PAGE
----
The Karlsruhe TechnologyRegion (TRK) lies at the intersection of two of the most important European transport corridors, the Paris – Budapest/Bratislava axis and the Rotterdam – Genoa axis. Technologically, economically and culturally it belongs to the European top class. In the midst of the superb natural landscape between the Black Forest, the Rhine and Alsace in France, Germany’s sunniest region offers an ideal working and residential environment with ideal transport connections, a well-developed infrastructure, attractive cultural pursuits and great shopping. Many internationally well-known companies have their head offices here and benefit from the internationally important educational and research scene. The Karlsruhe TechnologyRegion occupies one of the leading positions in the competition with the most important business centres in Germany, the rest of Europe and the USA.
Networking and cooperation as guarantees of success. The TRK Action Group comprises ten towns, four administrative districts and one regional association. Its task is to optimize cooperation between business, science, culture and the authorities and promote regional political interests. Back in 1987, the TRK was formed by the main urban centres and both administrative districts in Baden in order to face the challenges of the future together. This successful model was joined by more members in the years that followed and the TRK’s last expansion was onto the western bank of the Rhine to the federal state of Rhineland-Palatinate. Today the TRK has a total of over 1.2 million inhabitants on a surface area of 3,240 square kilometres. Its economic performance has been over the average for Germany for years. Of every 1,000 economically active people, 172 work in technology-intensive sectors – a level scarcely found in any other region in Europe. Investors have access to 350 hectares of industrial and commercial land that can be built on immediately. Our cities and towns offer well-developed commercial locations. The offer ranges from land-conversion areas such as the Cité in Baden-Baden or the Baden-Airpark in Rheinmünster through distinct industrial areas such as Wörth am Rhein to the Technology Park Karlsruhe or the Technologie- und Ökologiedorf Bruchsal (Technology and Ecology Village in Bruchsal).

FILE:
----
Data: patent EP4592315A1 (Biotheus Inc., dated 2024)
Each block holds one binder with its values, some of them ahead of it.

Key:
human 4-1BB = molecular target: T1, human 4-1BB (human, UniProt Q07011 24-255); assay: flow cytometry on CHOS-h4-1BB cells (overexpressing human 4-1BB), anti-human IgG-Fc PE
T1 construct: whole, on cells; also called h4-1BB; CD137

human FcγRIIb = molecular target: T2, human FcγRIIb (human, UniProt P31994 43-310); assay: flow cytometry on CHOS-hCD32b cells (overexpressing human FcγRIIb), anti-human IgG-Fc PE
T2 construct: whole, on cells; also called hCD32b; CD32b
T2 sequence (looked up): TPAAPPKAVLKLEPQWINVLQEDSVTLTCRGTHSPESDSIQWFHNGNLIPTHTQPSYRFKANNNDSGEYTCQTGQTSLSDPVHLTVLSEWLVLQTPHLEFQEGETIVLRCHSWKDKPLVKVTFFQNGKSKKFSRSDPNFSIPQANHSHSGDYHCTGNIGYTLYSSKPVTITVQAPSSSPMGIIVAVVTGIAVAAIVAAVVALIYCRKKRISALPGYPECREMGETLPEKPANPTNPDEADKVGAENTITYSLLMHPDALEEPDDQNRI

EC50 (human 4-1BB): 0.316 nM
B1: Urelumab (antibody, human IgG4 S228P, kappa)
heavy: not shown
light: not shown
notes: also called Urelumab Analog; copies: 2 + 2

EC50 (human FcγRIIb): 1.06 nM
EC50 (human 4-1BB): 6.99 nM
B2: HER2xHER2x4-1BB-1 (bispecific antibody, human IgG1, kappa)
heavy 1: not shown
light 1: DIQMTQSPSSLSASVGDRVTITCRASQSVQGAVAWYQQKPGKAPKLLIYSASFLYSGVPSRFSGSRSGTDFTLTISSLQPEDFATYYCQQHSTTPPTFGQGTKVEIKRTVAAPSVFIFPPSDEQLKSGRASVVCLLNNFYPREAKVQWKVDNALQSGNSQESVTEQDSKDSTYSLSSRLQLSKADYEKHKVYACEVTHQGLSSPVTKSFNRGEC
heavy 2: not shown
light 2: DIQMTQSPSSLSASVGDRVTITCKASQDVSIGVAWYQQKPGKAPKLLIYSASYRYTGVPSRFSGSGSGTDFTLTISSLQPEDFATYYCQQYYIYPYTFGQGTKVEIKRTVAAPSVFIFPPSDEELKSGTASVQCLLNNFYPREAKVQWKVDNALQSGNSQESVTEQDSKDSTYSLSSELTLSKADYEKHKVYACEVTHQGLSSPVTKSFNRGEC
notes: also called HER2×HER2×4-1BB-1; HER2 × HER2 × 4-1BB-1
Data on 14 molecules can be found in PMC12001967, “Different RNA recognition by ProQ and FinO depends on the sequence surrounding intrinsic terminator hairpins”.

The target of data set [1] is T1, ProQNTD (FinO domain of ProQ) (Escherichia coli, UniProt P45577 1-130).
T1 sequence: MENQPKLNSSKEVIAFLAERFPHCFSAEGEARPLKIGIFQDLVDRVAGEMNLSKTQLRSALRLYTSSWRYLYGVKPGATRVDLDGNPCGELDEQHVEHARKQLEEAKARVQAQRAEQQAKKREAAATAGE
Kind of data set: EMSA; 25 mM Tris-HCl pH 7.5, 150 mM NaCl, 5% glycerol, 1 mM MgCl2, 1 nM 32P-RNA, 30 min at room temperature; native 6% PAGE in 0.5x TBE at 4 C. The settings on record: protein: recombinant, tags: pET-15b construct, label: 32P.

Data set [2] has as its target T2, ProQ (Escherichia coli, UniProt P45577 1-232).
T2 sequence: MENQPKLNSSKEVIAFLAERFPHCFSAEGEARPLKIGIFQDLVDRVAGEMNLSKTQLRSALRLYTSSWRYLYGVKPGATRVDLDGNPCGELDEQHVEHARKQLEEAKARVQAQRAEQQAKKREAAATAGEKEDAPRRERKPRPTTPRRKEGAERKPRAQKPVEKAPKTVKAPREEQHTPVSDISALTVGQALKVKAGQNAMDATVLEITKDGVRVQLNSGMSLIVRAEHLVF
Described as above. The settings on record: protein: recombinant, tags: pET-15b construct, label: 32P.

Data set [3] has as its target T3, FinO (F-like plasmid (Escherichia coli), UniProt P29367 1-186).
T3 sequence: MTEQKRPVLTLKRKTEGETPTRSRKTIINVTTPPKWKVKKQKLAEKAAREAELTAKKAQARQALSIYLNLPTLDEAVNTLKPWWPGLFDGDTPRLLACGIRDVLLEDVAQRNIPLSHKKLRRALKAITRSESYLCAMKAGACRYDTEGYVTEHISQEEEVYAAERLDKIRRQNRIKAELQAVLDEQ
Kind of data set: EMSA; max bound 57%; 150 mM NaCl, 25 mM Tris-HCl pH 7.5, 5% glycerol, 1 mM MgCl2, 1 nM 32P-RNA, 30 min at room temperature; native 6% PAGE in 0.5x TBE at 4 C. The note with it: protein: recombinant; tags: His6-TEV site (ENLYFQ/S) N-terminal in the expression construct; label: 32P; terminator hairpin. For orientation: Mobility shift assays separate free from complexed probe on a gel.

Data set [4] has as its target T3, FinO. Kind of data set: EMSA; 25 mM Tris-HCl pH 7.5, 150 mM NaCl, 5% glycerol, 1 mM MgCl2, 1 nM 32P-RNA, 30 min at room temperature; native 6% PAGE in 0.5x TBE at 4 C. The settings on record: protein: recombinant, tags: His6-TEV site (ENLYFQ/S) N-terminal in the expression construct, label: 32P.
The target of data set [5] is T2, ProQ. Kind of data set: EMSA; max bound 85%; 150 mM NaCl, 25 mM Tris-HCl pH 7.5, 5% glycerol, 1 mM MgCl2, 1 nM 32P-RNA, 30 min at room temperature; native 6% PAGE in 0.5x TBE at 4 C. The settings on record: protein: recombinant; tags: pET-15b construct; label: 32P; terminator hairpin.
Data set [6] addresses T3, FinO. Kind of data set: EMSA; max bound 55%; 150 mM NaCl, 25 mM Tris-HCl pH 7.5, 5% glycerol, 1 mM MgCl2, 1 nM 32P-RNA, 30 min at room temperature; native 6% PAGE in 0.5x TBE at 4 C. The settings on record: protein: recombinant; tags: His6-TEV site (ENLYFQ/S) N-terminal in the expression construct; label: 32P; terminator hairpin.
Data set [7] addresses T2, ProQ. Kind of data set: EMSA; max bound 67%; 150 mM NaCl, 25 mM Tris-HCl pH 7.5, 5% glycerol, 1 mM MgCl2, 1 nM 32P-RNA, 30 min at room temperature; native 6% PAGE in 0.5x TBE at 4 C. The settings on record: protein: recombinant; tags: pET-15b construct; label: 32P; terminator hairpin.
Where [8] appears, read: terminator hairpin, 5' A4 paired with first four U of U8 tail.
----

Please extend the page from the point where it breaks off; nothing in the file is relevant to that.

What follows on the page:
integration. Due to its central location in the Southern Rhine region, the TRK functions as a hinge between Germany, France and Switzerland and between two linguistic regions, opening up major potential for development in a Europe that is growing together.
The tri-national Southern Rhine region is well on the way to becoming the Tri-National Southern Rhine Metropolitan Region. The Southern Rhine region contains over 600 business-linked research centres, and over 60 universities, universities of applied sciences and higher universities of applied sciences offer courses for more than 130,000 students.
Special strength: technology transfer to the business community.